"The rest I filled in or made up. I even edited some of the birth certificates and stuff with correction fluid to make them match."
I couldn't believe my ears. The box that I had now had no value to me. I put everything back in it and taped it up. I have never opened it again. She had even created false relationships to famous people because she thought that it would make the tree more interesting.
When you are doing research and adding to your family tree, always cite your source. NEVER make up information.
All eyes are on the United States with all of the weather events that we have been facing right now. Flooding, fires, hurricanes, devastating losses. It is hard to comprehend that this is all happening in the US right now at the same time. Texas coastal cities are still dealing with the devastation that has occurred with Hurricane Harvey. Now, Irma is bearing down on the Atlantic Ocean.
Before I go into saving these things, save lives first. The most important things to save are the lives of your family and animals. This should never come before saving lives. Never choose stuff over lives.
That being said, if you have prepared for evacuation with family and animals and you have time, prepare your stuff. If you have not backed up all of the data, do it now. If you don't have a backup hard drive and can get one, get one and backup your hard drive.
For books and papers, place them in a heavy duty sealed bag. *I used the zip top bags that came in one gallon and 5 gallon sizes. After they are in bags, place them in contractor's trash bags. Three bags per box. Now, place the bags in a plastic tub. Not a cardboard box. Now, a contractor's trash bag over the plastic tub. At the top where the bag closes, make a handle of duct tape and write on there what is in each tub.
There is a popular meme going around right now that is stating to place your things in a dishwasher. Dishwashers are NOT waterproof. They have a drain. What can go out can go in. I have had a dishwasher flood the entire kitchen once. Not waterproof. For a better seal if I were desperate, I would use the refrigerator as it is designed to keep a seal using gaskets. If you DO decide to use this, realize that unless you seal the papers and photos with plastic zip top bags and contractor's bags, the moisture in the refrigerator could cause a lot of problems with mold and bacteria if power is lost in the home and the food goes bad. I seriously would not be using home appliances to store things that were of great value to me.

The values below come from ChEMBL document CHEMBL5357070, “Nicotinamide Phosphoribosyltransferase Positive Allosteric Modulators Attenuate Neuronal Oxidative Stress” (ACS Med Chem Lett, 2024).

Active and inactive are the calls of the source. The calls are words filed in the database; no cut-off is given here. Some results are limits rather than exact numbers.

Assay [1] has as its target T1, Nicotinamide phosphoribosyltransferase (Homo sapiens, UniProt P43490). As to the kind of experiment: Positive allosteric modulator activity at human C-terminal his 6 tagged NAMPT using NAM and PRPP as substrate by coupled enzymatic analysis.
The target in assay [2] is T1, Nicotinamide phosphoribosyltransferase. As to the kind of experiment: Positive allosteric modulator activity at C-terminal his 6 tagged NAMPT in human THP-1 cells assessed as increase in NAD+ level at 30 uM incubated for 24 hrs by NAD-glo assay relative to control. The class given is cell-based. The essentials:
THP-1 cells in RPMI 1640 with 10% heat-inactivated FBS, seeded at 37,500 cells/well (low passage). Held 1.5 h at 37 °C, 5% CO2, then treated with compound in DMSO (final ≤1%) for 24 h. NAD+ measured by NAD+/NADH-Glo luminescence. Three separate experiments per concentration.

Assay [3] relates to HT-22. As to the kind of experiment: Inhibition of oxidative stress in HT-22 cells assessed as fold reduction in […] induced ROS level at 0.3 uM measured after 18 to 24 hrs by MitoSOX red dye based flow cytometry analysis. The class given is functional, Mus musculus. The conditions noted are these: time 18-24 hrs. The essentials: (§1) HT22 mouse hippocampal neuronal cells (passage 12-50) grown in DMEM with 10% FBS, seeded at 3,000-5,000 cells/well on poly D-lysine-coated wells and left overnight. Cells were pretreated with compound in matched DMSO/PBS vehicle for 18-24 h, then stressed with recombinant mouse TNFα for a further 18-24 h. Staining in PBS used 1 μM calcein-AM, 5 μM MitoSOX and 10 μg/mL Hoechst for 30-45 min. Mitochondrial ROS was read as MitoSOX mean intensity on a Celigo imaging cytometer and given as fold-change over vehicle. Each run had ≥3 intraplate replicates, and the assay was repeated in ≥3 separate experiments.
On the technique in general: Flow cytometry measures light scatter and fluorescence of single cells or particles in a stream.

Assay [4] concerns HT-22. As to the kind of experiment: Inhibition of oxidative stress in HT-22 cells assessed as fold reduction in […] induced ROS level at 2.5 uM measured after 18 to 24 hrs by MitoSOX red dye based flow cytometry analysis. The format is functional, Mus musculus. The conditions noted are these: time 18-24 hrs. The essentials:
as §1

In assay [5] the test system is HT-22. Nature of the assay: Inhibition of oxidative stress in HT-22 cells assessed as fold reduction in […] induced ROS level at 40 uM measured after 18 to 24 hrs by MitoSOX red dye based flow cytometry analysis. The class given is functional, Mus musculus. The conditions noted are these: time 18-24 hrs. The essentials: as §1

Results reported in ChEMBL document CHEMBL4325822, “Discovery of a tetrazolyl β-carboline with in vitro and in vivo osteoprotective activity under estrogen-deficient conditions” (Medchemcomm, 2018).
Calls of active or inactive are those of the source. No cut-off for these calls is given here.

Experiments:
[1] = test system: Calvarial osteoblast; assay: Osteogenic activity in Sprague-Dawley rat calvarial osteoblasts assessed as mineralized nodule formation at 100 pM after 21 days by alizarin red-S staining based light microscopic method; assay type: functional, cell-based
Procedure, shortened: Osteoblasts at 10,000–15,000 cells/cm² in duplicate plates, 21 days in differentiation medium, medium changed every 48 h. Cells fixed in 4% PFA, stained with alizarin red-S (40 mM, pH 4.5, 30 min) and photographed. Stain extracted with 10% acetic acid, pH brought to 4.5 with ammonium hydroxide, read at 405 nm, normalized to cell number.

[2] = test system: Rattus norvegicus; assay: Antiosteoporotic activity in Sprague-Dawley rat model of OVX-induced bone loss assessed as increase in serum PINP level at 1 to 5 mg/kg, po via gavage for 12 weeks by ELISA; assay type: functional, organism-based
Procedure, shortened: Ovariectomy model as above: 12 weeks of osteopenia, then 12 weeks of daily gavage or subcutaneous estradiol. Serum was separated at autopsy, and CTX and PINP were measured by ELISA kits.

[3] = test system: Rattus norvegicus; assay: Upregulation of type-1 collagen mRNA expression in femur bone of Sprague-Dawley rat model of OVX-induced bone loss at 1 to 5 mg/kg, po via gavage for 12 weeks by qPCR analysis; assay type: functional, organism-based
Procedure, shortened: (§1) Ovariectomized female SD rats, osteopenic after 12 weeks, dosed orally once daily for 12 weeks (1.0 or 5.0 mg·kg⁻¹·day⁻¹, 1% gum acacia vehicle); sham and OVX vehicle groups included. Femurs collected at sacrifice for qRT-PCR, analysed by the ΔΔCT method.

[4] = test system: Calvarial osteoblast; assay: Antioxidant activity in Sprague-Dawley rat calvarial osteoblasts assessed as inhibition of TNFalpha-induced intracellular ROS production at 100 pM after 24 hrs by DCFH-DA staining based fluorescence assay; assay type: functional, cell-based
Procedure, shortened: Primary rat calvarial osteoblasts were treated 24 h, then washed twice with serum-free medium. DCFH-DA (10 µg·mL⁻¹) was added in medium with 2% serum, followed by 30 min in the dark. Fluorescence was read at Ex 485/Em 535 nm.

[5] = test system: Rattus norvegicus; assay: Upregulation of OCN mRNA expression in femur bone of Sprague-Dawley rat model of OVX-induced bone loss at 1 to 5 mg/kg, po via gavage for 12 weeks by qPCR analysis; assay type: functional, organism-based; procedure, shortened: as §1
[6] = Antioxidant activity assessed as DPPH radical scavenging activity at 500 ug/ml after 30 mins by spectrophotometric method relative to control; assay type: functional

Mail it ahead. If you are headed to a friend or family member outside of the disaster area, mail your things ahead of you if space is a premium in the transportation that you are using. I am serious. Insure it, and mail it ahead. When I went to England the last time, I mailed my luggage. It was cheaper than airline fees, and it was very freeing to not have to worry about my bags.
I would do the same right now with something as important as my genealogy research and family photos.
Please be safe.
This has been a very hard time for those in the Texas coastal area that have been affected by Hurricane Harvey.
For those who are safe and dry, please do what you can for those who are affected by Hurricane Harvey. Although the news seems to be covering mostly Houston, Texas, Houston was not the only city hit, nor was it the worst.
Our thoughts and prayers go to our fellow Texas residents who have been affected.
Additionally, a large consumer testing agency, Family Tree DNA (FTDNA) is based in Houston. However, they have been assuring their customers that all DNA is safe, and that they are in an upper floor at their location. Some of their employees have lost everything and FTDNA is doing what they can for those employees. If you would like to follow FTDNA on Facebook, here is their link: https://www.facebook.com/FamilyTreeDNA/ . Thank you for reading this and being a part of the genetic genealogy community!
I write a lot about genetic genealogy, family trees, DNA, and home life as well as the occasional product review. Comments? Email me at CocktailsAndSwagger@Hotmail.com